Posted at 03 January 2019

Food Zones and Hygiene Strategies for Machinery Design

After hospitals, food and beverage manufacturing are probably the most critical areas of maintaining hygiene. It’s not just a matter of mechanics but it’s also essential to understand potential contamination sources, the zones within food manufacturing plants, installation, and the operating environment

food processing


Where does contamination come from?

In this sector there are three potential sources of contamination: Biological, Chemical and Physical.

All machines need to be built to protect food from all these causes, and there are numerous food and hygiene regulations, directives and standards which machine builders need to be aware of.

Which zone is which?

The European Standard EN 1672-2, Food processing machinery - Basic concepts, defines three areas in food production: the Food, Splash and Non-Food zones. Each has different implications for machine design, construction and maintenance.

Food Zone

Encompassing all system parts and components mounted directly in the food flow, which come into contact with foodstuffs. Includes all areas where food could be contaminated and return to the product flow. Parts and components must be easy to clean and disinfect, corrosion-resistant, non-toxic and non-absorbent.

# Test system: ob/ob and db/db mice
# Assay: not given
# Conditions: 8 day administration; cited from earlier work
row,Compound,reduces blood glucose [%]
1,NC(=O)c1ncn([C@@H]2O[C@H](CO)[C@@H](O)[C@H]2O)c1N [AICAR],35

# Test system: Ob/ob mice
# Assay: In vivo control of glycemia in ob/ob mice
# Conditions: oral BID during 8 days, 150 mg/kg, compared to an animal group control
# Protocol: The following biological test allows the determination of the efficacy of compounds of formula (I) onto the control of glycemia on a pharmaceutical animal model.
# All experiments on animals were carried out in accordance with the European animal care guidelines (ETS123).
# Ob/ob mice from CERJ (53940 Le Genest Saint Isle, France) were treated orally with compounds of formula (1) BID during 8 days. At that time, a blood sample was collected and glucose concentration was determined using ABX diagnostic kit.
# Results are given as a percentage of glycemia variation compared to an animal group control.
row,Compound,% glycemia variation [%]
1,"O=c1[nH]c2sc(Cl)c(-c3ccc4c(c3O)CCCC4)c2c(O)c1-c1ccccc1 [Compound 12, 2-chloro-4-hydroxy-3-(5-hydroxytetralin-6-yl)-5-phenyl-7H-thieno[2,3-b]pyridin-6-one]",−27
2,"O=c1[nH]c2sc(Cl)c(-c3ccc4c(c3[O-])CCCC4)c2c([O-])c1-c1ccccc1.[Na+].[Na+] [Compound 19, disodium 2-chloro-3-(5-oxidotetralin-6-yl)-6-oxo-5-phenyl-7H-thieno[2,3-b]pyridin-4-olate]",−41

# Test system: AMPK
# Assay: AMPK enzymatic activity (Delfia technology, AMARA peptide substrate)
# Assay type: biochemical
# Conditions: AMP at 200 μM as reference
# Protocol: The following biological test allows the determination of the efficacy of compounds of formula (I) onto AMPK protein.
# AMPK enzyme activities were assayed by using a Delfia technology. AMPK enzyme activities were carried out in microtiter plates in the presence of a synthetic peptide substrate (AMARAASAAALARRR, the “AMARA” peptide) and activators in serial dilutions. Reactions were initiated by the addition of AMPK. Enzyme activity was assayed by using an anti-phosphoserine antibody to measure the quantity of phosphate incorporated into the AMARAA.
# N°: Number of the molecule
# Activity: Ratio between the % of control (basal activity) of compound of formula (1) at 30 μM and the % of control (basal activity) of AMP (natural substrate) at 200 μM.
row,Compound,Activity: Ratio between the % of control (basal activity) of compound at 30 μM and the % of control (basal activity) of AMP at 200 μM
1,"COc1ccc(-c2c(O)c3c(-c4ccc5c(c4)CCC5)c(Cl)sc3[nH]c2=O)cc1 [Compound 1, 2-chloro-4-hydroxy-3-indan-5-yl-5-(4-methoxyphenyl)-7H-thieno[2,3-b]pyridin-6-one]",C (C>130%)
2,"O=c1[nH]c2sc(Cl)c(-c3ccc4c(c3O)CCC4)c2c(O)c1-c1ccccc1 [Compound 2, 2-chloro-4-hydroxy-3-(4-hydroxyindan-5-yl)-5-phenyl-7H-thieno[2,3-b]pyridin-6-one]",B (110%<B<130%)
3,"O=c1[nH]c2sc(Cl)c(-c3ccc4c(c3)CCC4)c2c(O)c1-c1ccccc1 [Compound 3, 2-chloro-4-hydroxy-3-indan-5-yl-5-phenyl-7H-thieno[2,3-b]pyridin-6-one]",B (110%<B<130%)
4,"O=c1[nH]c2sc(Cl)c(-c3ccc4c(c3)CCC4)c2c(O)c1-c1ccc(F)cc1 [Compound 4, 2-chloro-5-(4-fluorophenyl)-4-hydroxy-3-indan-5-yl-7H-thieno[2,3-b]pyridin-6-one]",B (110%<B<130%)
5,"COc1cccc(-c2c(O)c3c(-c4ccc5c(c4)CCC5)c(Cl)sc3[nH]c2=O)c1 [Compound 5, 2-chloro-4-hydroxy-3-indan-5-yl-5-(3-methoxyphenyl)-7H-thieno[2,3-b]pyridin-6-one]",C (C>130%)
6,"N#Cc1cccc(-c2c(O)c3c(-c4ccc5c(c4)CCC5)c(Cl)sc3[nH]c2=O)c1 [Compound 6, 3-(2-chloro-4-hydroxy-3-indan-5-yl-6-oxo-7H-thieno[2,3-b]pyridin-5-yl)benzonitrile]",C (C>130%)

Splash Zone

Machine parts and components come into direct contact with foodstuffs, but the food is not returned to the product flow. Parts used must meet Food Zone criteria.

Non-Food Zone

Machine components do not come into contact with the product. Parts should be manufactured from corrosion-resistant materials, and be easy to clean and disinfect, as bacteria could develop over time.

Going beyond the Zones

The European standards represent a minimum requirement but many manufacturers are being advised to go further. The European Hygienic Engineering & Design Group (EHEDG) identifies areas with potential for contamination of food production, and publishes hygienic design guides for machine builders.

However, even the best-designed product on the market will present a contamination risk unless correctly installed. Correct installation is particularly important for: cable trays, floor-mounted motors, machine feet and mounting holes, and tubes and fittings.

It’s also equally important to check for compressed air contact with food products or packaging during the production process, and to consider “worst-case” scenarios.

Thanks to their extensive knowledge and expertise, working with a partner like Festo enables machine builders to build efficient, cost-effective, fit-for-purpose equipment.


Read the Complete Article: Know+How Magazine Issue 35 Hygienic Solutions

Hygiene is a them that echoes through every part of our lives, whether socially, at work or in our home.

With this in mind we delve into  range of topics from allergens in the workplace, the perils of sticky dough on a conveyor right through to the risks associated with refillable soap dispensers. 

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